Both Sides of the Jungle Gym


August 16, 2017

By Jeffrey Gallagher.

Scripture:  Matthew 15:10-28 (NRSV) 

Then he called the crowd to him and said to them, ‘Listen and understand: it is not what goes into the mouth that defiles a person, but it is what comes out of the mouth that defiles.’ Then the disciples approached and said to him, ‘Do you know that the Pharisees took offence when they heard what you said?’ He answered, ‘Every plant that my heavenly Father has not planted will be uprooted. Let them alone; they are blind guides of the blind. And if one blind person guides another, both will fall into a pit.’ But Peter said to him, ‘Explain this parable to us.’ Then he said, ‘Are you also still without understanding? Do you not see that whatever goes into the mouth enters the stomach, and goes out into the sewer? But what comes out of the mouth proceeds from the heart, and this is what defiles. For out of the heart come evil intentions, murder, adultery, fornication, theft, false witness, slander. These are what defile a person, but to eat with unwashed hands does not defile.’
 
 Jesus left that place and went away to the district of Tyre and Sidon. Just then a Canaanite woman from that region came out and started shouting, ‘Have mercy on me, Lord, Son of David; my daughter is tormented by a demon.’ But he did not answer her at all. And his disciples came and urged him, saying, ‘Send her away, for she keeps shouting after us.’ He answered, ‘I was sent only to the lost sheep of the house of Israel.’ But she came and knelt before him, saying, ‘Lord, help me.’ He answered, ‘It is not fair to take the children’s food and throw it to the dogs.’ She said, ‘Yes, Lord, yet even the dogs eat the crumbs that fall from their masters’ table.’ Then Jesus answered her, ‘Woman, great is your faith! Let it be done for you as you wish.’ And her daughter was healed instantly.

 

Reflection:

“Sticks and stones may break my bones, but names will never hurt me.”  Yeah, file that one under “things they tell us as children that aren’t true.”  Names hurt.  They leave scars.  I have them.  You probably do too.  Remember the name (yes, that name!) that you were called on the playground as a child?  Do you remember the tone of the child who said it?  The look in her eye?  The way he laughed on the jungle gym after he said it?
 
And I’m sure you remember what you did after, right?  Maybe you stood up for yourself.  But if you’re like me, you probably just turned away, head downcast, stifling that tear in your eye.  Names hurt—because 20, 30, 50, 75 years later, we still remember them.
 
The Canaanite woman surely remembers.  She remembers the name, the way she felt, and the look in Jesus’ eye when he said it.  Wait . . . . Jesus’ eye?  Yes.  That’s right.  While many scholars try to pass off this passage by saying that the insult really wasn’t that bad, or Jesus was using the diminutive form of the word for dog, there’s really no escaping the fact that this was an insult.  It was an insult and it was insulting.  And it was from Jesus.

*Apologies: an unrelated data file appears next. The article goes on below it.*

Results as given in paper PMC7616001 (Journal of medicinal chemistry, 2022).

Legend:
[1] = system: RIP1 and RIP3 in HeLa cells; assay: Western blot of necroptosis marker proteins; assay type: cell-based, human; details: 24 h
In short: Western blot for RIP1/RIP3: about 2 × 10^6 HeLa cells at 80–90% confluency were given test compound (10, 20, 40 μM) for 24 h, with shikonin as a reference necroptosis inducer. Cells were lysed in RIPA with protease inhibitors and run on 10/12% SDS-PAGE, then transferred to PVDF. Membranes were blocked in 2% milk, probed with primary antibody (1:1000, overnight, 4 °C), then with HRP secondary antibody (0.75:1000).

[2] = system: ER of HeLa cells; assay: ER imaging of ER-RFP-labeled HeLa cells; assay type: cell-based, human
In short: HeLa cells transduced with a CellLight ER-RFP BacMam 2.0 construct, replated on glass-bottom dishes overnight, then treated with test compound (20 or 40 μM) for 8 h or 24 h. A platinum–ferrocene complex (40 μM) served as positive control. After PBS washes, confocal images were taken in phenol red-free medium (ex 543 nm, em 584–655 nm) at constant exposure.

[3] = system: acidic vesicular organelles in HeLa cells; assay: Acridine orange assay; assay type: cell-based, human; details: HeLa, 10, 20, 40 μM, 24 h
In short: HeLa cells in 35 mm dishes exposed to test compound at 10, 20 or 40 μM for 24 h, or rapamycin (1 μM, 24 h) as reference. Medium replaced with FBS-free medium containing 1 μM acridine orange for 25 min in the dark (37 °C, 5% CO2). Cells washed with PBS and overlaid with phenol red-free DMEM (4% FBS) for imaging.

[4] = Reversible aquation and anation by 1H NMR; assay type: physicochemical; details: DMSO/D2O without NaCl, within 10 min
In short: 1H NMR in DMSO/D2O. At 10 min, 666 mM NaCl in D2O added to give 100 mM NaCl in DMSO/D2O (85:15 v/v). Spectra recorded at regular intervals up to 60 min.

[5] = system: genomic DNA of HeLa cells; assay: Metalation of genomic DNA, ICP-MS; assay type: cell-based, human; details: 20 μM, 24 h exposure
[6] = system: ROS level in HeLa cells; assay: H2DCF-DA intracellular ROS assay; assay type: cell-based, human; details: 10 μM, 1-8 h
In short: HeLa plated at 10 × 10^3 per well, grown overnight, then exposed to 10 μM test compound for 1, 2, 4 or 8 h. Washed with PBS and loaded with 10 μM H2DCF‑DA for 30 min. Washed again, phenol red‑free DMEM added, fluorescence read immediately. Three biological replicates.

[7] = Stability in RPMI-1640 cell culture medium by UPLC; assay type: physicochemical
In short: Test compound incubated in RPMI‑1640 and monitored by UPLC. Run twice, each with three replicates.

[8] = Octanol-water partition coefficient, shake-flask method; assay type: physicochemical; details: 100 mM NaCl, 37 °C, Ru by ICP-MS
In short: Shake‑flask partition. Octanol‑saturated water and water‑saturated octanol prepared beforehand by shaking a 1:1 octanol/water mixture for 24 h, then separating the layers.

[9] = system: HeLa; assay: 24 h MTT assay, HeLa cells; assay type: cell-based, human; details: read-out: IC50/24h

Yet notice what the Canaanite woman does: she doesn’t walk away, head downcast, stifling a tear.  No, she calls Jesus on it.  She says, “I may be a dog, but even the dogs get to feed on the leftovers of what you’re serving.”
 
“You know what?  You’re right,” Jesus replies, admitting he was wrong, healing the woman’s daughter immediately.
 
Now that may be the end of the lesson, but we can’t forget what preceded it: Jesus saying that whatever comes out of our mouths defiles us.  Now Matthew could have chosen to separate these two passages.  But he doesn’t.  Which means he wants them to be read together.  Which seems to suggest that he wants to at least imply that Jesus’ words, in some way, defiled him. 
 
And for me that’s actually comforting.  For to understand what it means to be truly human, Jesus needed to understand the fullness of humanity—and that includes making mistakes.  And so it’s comforting to know that Jesus has been there.  Jesus has been the one called a name and he has been on the other side of the jungle gym.  So no matter where we find ourselves on this journey of life—head downcast, tear in our eye, or unbelieving of the words that came out of our mouths—we can turn to Jesus and know that he has been there.
 
An insulting reminder, if there ever was one, that we are never abandoned on the playgrounds of life.

Prayer:

Thank you, God, for understanding what it’s like to be on both sides of the jungle gym and for the promise that Jesus never abandons us on the playgrounds of our lives.  Amen.
 
Rev. Dr. Jeffrey M. Gallagher is the Senior Pastor of the United Congregational Church of Tolland and author of the book Wilderness Blessings: How Down Syndrome Reconstructed Our Life and Faith.
 

Spirited Wednesday: August 16, 2017 , by Jeffrey Gallagher.